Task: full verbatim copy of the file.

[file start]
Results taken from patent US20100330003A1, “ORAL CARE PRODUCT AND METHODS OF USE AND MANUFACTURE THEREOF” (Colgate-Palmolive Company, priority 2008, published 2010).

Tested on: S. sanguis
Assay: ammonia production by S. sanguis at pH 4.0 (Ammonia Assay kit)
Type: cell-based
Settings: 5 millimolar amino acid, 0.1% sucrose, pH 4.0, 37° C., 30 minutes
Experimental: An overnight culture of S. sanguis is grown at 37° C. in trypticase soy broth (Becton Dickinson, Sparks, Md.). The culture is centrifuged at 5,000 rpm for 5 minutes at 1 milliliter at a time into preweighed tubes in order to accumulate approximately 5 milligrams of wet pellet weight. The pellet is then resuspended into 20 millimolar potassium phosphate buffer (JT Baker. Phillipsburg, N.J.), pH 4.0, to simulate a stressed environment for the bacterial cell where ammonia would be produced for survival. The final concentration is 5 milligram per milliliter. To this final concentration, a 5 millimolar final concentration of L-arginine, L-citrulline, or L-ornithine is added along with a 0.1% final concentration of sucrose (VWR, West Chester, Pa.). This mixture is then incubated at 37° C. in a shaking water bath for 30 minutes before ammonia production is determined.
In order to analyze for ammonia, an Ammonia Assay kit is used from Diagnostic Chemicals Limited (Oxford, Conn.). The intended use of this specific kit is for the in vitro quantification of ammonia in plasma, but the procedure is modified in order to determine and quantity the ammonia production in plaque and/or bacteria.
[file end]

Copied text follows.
Results taken from patent US20100330003A1, “ORAL CARE PRODUCT AND METHODS OF USE AND MANUFACTURE THEREOF” (Colgate-Palmolive Company, priority 2008, published 2010).

Tested on: S. sanguis
Assay: ammonia production by S. sanguis at pH 4.0 (Ammonia Assay kit)
Type: cell-based
Settings: 5 millimolar amino acid, 0.1% sucrose, pH 4.0, 37° C., 30 minutes
Experimental: An overnight culture of S. sanguis is grown at 37° C. in trypticase soy broth (Becton Dickinson, Sparks, Md.). The culture is centrifuged at 5,000 rpm for 5 minutes at 1 milliliter at a time into preweighed tubes in order to accumulate approximately 5 milligrams of wet pellet weight. The pellet is then resuspended into 20 millimolar potassium phosphate buffer (JT Baker. Phillipsburg, N.J.), pH 4.0, to simulate a stressed environment for the bacterial cell where ammonia would be produced for survival. The final concentration is 5 milligram per milliliter. To this final concentration, a 5 millimolar final concentration of L-arginine, L-citrulline, or L-ornithine is added along with a 0.1% final concentration of sucrose (VWR, West Chester, Pa.). This mixture is then incubated at 37° C. in a shaking water bath for 30 minutes before ammonia production is determined.
In order to analyze for ammonia, an Ammonia Assay kit is used from Diagnostic Chemicals Limited (Oxford, Conn.). The intended use of this specific kit is for the in vitro quantification of ammonia in plasma, but the procedure is modified in order to determine and quantity the ammonia production in plaque and/or bacteria.